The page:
My 6-month lease expired about three years ago and I have been paying extra to go month to month in my apartment. My question is, do I have to give a 30-day notice if I no longer have a lease? And, if I do not give notice, can the manager put anything against my credit? I have never been late in paying my rent. I've been no problem to the management. Frankly, I've been a model tenant. Oh, and this manager has a record of giving some people leeway on giving notice, while not giving the same to others. Is that proper?
Well, thanks for any information you can give me on this matter.
I do practice in your state. A landlord is required to give 30 days notice to cancel a month-to-month lease. I believe the same requirement is place on the tenant, although I would have to read that specific law to be sure. Keep in mind that a 30 day notice is often more than 30 days. The notice required is essentially on monthly rental period. So, if you pay rent on the first day of April and you give your 30 day notice after the first day of April, you cannot cancel the lease until the expiration of the next full rental month, which would be the end of May. Right now you basically have an implied month-to-month lease since you have been operating that way after the expiration of the previous written lease. The law will imply the same terms as were part of your previous lease, but it is now month-to-month.
A landlord and a tenant can negotiate outside of the general law if they both agree to different terms. Outside of provable discrimination based on race or national origin, I do not believe that just because a landlord gives a break to one tenant, he must give a break to every tenant. Your best bet is to point out that you have been a good tenant and that you need to move sooner than 30 days.
If you do move out without giving proper notice, the landlord would be entitled to the last month's worth of rent that you did not pay. Whether he/she decides it is worth the time to try and collect on it is another question. However, if he/she is holding a deposit, they will likely deduct it from the deposit. Whether the landlord reports this on your credit is entirely up to the landlord. I would only be speculating given that I do not know your landlord. Good luck.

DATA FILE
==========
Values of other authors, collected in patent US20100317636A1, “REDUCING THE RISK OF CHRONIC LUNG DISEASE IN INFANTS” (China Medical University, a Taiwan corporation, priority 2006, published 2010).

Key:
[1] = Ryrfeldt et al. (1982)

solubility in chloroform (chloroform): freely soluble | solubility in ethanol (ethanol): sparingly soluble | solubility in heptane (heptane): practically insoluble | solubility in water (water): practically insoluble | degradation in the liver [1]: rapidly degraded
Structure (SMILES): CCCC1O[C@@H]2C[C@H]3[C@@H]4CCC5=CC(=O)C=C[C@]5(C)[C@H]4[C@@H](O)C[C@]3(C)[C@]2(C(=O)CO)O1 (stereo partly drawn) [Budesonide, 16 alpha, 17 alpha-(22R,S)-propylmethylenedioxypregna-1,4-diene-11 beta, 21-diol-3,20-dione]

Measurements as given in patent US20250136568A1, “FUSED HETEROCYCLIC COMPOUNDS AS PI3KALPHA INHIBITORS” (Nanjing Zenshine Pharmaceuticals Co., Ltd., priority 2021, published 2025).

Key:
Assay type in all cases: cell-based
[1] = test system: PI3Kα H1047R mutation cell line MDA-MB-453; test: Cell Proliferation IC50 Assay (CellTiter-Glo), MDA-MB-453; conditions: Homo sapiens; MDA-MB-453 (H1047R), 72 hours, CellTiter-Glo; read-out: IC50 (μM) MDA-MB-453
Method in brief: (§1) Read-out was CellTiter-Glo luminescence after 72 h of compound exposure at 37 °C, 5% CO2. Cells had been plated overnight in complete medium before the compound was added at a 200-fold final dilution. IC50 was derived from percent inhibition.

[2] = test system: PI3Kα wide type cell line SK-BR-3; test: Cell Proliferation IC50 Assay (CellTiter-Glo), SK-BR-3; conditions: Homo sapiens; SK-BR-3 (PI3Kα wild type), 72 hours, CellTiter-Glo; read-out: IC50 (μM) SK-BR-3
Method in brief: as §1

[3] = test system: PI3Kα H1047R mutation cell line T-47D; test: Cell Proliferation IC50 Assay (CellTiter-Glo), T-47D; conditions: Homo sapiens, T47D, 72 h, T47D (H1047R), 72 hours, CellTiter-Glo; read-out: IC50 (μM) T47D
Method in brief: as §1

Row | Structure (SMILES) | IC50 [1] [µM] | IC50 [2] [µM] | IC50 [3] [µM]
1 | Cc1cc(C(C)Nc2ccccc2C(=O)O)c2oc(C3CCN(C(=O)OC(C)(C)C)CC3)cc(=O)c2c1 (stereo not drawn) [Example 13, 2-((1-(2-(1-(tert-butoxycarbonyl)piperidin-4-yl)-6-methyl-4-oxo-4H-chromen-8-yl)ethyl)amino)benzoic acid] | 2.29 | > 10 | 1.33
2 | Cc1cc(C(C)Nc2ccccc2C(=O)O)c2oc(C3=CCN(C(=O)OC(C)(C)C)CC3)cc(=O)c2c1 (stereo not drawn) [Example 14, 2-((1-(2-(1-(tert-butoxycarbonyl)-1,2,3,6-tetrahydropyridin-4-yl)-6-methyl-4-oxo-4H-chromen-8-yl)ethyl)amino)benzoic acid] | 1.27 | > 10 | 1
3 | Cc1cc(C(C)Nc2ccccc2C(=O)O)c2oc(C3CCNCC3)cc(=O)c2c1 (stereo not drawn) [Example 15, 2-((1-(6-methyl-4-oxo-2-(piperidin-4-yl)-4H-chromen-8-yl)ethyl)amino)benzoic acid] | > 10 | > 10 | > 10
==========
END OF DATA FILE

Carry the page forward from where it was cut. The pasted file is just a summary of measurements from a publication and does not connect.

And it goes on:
Real Estate Attorney
I am not licensed in your state, so I would consult with an local attorney on this matter. However, I am under the impression that Arizona, much like other states, converts the tenancy post lease into a form in which rent is conveyed, which in the vast majority of circumstances is month to month. In a month to month tenancy, a 30 day notice to vacate is required despite the lack of a written lease. Good Luck!
Our out-of-state contributor is correct: when the written lease expired and you stayed, you went automatically into a month-to-month lease with the same terms as the prior written lease. You will have to give the 30-day notice because the written lease probably required it and because the Landlord-Tenant Act requires it whether the prior lease did or not. And remember that that is 30 days from the next rent pay date. To get out by April 30, you have to give written notice by March 31 or earlier.
Can the landlord hurt your credit? Yes. If you leave damage behind, that comes out of your security deposit. If you don't pay for the entire period of the required notice period (e.g., you leave March 31 without prior notice and without paying for April), the landlord can use your security deposit to reimburse himself for unpaid rent. If these amounts exceed your security deposit, the landlord will probably seek the difference. If you don't pay it, he is likely to make a negative credit report.
There is nothing prohibiting a landlord from treating tenants differently in the way you say.
You need to consult with an attorney who is knowledgeable about both landlord-tenant law and consumer protection law.